Visiting Professorship for Dr Mark Atherton

27 Sep Visiting Professorship for Dr Mark Atherton

atherton-mCongratulations to English Lecturer, Dr Mark Atherton, who has been appointed Visiting Professor of Medieval English Literature and Historical Linguistics at the University of Düsseldorf in Germany.  Mark joins a team of seven professors who lead the Faculty of English Studies, which is a large department, with 2000 students, divided into five sections: Medieval, American Studies, English Linguistics, Modern English Literature, and Literary Translation. He will be teaching his everyday fare of Old and Middle English but also a BA advanced seminar on ‘Tolkien and Medieval Literature’ and an MA seminar on ‘The Making of England: Politics and Literature in Anglo-Saxon England’, both of which chime with his recent research and publications. Since the winter semester runs from November to February, Mark will be dividing his time between Oxford and Dusseldorf in Michaelmas and Hilary Terms. He says: ‘This came out of the blue, just before the start of term. But Germany is not new to me, since I also studied German originally and spent time teaching at Cologne. So it is a kind of home from home. I have many contacts in Germany with professors in my field, and my name was put forward when this position suddenly became available. It will be interesting to see a different department and how it runs, and teach different types of courses, as well as carrying on with my research.’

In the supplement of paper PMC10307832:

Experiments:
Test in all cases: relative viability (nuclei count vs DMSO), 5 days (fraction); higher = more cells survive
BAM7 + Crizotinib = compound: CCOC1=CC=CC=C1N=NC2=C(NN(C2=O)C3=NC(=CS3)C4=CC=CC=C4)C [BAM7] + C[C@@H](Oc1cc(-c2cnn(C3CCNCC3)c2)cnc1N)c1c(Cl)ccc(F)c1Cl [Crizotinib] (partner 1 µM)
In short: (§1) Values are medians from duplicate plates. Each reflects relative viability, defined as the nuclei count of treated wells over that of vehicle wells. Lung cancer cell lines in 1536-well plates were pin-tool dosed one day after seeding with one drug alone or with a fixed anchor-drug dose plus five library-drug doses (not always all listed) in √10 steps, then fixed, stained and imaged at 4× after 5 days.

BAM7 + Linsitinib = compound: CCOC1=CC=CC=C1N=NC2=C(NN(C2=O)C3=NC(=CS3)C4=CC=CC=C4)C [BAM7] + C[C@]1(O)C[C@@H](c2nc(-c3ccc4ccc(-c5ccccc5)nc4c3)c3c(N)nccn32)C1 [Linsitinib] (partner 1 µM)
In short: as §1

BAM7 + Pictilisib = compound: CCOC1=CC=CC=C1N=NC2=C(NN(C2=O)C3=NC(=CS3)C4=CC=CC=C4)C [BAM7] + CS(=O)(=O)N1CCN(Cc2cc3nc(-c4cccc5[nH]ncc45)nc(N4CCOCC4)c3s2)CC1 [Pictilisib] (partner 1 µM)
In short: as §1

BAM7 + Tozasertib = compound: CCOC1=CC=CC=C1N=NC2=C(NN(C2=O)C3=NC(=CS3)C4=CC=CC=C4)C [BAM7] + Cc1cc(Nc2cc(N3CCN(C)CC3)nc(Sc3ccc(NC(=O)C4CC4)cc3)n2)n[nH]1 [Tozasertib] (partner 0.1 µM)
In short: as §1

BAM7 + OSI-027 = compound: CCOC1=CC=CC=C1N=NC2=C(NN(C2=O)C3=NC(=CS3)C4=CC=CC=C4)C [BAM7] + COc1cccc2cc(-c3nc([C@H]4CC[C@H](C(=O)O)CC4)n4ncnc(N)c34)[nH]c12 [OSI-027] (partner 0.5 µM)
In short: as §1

king-cnutOn a somewhat different note, Mark will also be busy in October in Cheshire with the millennial celebrations of King Cnute, who became king of England in 1016. Canute, known as a writer of songs, including the English poem ‘The Song of Canute’, and famed in legend for his publicity stunt of (not) stopping the tide, was actually Danish, the only former Viking ever to rule the kingdom of England, and he eventually became a wise and effective king for twenty years and emperor of a vast Anglo-Scandinavian empire. The town of Knutsford, near Manchester, who have long held that Cnute (also known as Knut) crossed the river there on his route to gaining the throne, is hosting the millennial celebrations, which include a special dinner and a visit from the Danish ambassador, and various lectures and musical events, to which Mark will contribute. Mark is speaking on ‘The Life and Times of King Canute’ on Tuesday 18 October at St John’s Church, Knutsford.